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Here's my problem:

I have an "engine" thread, which continuously uses a resource (owned by the engine). Other threads might want to access the resource, in which case they should tell the engine to pause and wait until they are done. However, I'm not sure what is the best way to implement that with the available synchronization primitives (assuming Windows, though in perspective I might need to support other platforms as well).

In the simplest case, the engine would run a loop that enters a critical section, does some work, and leaves the section. However, since critical sections are not first-come-first-serve, other threads trying to enter that section might get stuck forever.

In my previous solution, I created an event object that is normally signalled, and the engine would wait on that event every time before entering the critical section. Another thread would reset the event, then enter the section, do some work, leave the section and signal the event. However, this would not work if I have more than one (other) thread trying to access the resource, as the event object does not have a counter.

I could simply use an integer counter and increment/decrement it with interlocked operations, but then the engine thread would have to wait until the counter is zero with a loop, which is wasting execution time. A "hybrid" approach using both an integer counter, an event and a critical section seems too complex to be the right solution.

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Are you saying the engine has an infinite amount of work to do on the resource? –  David Schwartz Nov 25 '13 at 8:15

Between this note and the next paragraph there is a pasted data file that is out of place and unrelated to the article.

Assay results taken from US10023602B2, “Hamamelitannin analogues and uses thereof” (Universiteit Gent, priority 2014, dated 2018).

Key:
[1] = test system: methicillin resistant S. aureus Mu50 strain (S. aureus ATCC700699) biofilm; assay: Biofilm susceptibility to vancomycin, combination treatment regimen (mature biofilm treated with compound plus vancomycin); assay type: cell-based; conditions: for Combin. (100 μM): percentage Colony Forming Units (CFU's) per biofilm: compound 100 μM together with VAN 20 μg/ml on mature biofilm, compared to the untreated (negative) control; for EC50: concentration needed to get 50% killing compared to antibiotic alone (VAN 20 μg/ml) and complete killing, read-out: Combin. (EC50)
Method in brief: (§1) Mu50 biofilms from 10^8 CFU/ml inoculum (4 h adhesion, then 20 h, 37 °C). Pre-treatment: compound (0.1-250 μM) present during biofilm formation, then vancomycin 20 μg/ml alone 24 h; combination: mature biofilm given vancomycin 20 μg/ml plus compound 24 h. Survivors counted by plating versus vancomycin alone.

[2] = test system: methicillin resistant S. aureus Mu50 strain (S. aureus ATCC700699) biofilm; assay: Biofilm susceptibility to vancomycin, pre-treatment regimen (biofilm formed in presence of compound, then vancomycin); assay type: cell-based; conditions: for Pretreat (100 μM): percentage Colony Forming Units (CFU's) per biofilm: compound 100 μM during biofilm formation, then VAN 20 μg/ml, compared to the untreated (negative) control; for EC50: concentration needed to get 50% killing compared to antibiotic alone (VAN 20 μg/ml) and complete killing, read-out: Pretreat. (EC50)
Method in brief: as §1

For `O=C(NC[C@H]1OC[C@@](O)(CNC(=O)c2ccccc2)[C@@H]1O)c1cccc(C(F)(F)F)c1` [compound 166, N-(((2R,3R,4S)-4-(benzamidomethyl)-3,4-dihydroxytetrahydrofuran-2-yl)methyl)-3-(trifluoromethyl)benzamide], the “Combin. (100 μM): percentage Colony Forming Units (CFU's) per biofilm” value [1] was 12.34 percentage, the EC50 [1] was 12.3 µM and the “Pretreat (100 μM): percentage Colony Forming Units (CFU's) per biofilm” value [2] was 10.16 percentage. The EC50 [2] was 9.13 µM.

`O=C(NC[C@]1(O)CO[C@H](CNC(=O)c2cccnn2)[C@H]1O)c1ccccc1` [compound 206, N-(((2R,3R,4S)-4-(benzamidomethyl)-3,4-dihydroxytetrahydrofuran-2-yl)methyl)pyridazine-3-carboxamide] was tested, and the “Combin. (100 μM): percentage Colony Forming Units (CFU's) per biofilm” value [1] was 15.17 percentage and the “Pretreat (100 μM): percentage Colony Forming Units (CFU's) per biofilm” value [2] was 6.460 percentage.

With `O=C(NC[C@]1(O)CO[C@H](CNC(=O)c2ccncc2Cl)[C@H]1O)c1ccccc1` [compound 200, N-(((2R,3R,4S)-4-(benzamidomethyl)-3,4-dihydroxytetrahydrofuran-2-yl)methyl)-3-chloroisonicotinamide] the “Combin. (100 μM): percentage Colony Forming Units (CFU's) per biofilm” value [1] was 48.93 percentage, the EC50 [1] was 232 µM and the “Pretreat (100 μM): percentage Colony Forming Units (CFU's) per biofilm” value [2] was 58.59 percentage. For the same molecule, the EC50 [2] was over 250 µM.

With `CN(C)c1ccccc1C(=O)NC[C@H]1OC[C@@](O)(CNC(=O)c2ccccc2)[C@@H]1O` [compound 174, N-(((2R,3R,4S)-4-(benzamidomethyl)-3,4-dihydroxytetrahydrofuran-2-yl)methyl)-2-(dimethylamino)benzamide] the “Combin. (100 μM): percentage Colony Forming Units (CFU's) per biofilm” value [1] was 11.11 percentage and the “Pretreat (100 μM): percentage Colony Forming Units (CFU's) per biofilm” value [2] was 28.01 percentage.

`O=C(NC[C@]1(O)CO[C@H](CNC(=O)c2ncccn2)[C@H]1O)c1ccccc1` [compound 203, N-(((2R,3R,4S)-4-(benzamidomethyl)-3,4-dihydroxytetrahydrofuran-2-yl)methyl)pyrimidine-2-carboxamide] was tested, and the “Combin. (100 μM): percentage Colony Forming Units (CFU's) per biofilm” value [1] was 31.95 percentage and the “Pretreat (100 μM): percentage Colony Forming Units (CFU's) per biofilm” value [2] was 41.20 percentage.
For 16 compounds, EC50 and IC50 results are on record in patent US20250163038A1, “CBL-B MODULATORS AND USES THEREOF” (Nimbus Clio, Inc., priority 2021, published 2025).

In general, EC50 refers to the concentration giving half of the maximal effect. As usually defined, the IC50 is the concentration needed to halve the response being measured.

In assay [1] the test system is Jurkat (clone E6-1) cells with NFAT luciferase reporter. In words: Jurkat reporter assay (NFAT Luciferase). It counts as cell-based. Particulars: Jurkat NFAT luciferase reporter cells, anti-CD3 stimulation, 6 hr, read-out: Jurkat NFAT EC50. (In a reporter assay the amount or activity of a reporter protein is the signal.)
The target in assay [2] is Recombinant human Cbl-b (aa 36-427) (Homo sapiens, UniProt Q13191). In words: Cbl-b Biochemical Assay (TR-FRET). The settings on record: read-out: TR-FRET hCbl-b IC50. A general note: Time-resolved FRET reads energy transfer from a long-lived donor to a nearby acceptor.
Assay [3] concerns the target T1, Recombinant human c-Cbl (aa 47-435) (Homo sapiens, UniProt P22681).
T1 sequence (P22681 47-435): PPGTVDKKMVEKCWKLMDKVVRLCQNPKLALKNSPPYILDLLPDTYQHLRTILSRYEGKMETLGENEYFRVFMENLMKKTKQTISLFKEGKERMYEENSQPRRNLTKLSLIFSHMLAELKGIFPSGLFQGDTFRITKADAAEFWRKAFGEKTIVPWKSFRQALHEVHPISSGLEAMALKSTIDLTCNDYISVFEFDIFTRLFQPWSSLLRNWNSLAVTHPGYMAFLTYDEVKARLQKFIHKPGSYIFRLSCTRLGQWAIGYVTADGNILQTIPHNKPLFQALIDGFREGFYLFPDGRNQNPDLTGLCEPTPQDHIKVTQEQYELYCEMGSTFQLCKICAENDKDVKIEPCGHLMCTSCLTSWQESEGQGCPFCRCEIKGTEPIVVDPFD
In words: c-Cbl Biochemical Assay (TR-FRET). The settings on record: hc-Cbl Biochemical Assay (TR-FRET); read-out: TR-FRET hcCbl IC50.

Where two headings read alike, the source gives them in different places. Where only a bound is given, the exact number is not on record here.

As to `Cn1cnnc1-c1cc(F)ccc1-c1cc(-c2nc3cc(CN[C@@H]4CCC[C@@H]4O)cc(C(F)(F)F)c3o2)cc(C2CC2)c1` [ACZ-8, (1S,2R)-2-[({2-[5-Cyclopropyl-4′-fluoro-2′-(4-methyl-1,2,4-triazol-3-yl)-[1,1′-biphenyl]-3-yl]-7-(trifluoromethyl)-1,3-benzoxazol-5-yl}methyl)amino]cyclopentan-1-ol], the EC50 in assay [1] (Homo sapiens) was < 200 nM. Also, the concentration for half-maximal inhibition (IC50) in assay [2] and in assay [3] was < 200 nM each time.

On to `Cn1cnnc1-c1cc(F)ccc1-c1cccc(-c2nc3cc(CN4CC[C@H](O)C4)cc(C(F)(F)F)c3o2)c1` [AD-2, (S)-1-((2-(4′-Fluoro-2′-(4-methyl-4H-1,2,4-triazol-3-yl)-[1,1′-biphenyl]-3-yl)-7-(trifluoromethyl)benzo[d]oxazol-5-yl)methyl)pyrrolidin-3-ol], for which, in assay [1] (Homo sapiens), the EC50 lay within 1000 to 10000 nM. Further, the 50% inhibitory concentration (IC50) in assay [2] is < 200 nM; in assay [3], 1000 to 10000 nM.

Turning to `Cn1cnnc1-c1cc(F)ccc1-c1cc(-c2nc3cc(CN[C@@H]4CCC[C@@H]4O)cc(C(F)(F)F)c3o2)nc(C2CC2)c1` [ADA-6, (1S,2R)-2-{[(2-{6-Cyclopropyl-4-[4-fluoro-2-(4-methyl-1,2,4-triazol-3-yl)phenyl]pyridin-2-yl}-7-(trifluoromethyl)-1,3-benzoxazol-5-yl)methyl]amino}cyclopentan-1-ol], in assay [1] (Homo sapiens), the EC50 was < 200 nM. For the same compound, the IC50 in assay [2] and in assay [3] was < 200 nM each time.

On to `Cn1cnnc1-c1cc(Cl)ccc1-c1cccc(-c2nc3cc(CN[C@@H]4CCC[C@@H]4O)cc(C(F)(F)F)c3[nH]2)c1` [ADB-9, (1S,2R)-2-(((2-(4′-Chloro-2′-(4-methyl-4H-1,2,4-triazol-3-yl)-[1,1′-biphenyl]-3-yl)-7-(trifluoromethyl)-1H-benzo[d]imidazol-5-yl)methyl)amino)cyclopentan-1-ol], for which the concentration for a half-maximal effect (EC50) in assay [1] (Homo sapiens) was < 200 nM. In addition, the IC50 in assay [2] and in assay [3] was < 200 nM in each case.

Yes; in my previous project it was running a render loop, and other threads paused it to modify the "state"; this time its an interpreter executing a script. –  riv Nov 25 '13 at 8:19
You might try using a Mutex. My understanding is that they're more fair than critical sections, although still not strictly FIFO. –  Jim Mischel Nov 25 '13 at 22:10

1 Answer 1

I think probably the best solution is a thread-safe counter with a "wait until zero" operation. The engine operates as follows:

  1. Acquire the lock.
  2. If the counter is non-zero, release the lock, wait for the counter to be zero, and go to step 1.
  3. Do some work.
  4. Go to step 2.

To access the object:

  1. Increment the counter.
  2. Acquire the lock.
  3. Access the object.
  4. Release the lock.
  5. Decrement the counter.
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Yep this is what I was thinking; however, how would I wait until the counter is zero without running a simple while(c>0) ; loop? –  riv Nov 25 '13 at 8:26
You have to implement the waitable counter. One simple way is to use a lock and an event. When you decrement the counter, if you decrement it to zero, unblock the event before you release the lock. –  David Schwartz Nov 25 '13 at 8:38
So basically the last solution I mentioned, that involves a counter, an event and a critical section? I was really hoping there is a solution that doesn't involve all three, but I guess that will do. –  riv Nov 25 '13 at 8:40
I'm sure you can probably find ways to get rid of something, but they'll be more complicated and harder to understand. –  David Schwartz Nov 25 '13 at 8:42
I'd use an atomic counter and a std::condition_variable_any together with a mutex –  Arne Mertz Nov 25 '13 at 8:53

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